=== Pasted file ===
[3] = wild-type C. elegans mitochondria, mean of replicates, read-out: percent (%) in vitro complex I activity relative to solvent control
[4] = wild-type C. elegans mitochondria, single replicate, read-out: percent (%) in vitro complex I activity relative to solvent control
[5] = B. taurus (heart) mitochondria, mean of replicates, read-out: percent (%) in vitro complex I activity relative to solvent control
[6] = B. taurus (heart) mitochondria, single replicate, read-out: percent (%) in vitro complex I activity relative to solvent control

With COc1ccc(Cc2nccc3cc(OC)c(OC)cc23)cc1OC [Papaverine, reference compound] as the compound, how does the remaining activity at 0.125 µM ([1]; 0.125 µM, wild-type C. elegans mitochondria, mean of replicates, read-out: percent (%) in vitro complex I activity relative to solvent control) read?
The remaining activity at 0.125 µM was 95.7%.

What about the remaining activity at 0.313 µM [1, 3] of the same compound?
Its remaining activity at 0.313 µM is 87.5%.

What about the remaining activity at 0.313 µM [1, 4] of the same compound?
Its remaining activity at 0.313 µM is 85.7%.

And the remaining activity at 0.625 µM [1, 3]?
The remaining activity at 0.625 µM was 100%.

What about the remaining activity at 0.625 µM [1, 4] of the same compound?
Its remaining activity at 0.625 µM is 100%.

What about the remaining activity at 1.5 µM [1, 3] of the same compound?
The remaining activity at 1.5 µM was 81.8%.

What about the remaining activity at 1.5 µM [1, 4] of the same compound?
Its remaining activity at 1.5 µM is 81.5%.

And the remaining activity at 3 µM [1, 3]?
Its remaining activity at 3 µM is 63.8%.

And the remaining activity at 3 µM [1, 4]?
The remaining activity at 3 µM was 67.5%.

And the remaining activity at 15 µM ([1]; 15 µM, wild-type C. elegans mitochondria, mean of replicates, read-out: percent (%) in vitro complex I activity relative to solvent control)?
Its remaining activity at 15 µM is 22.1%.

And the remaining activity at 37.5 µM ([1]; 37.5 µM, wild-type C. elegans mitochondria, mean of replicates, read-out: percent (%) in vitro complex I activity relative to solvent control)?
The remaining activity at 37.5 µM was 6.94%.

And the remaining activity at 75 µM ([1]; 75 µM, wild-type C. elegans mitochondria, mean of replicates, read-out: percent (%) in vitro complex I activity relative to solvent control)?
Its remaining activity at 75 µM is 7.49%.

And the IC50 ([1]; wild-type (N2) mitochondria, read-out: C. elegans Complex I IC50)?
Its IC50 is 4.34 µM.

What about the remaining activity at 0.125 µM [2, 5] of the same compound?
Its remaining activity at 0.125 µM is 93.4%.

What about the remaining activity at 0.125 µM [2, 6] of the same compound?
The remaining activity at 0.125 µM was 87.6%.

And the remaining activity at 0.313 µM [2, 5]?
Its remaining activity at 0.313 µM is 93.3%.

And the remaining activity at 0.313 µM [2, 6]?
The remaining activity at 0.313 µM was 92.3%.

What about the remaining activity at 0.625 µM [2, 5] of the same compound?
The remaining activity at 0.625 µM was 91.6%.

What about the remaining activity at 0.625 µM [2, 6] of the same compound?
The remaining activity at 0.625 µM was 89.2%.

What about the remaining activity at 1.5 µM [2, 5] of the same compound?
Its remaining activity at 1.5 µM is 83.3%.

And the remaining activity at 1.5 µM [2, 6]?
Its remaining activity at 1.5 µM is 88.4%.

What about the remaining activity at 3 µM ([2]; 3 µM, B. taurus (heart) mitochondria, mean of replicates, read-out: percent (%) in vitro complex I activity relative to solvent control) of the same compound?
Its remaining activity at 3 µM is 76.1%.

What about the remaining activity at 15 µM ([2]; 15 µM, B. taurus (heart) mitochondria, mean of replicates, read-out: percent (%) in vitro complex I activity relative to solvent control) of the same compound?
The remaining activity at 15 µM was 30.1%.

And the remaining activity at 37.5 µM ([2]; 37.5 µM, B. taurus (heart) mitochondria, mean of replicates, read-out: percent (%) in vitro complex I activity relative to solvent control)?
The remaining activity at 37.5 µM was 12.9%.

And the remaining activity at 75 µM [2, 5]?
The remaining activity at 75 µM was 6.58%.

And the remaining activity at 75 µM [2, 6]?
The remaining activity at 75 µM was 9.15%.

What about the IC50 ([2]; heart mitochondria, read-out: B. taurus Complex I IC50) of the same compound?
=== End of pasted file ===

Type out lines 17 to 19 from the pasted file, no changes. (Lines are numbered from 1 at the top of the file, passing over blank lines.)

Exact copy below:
What about the remaining activity at 1.5 µM [1, 4] of the same compound?
Its remaining activity at 1.5 µM is 81.5%.

And the remaining activity at 3 µM [1, 3]?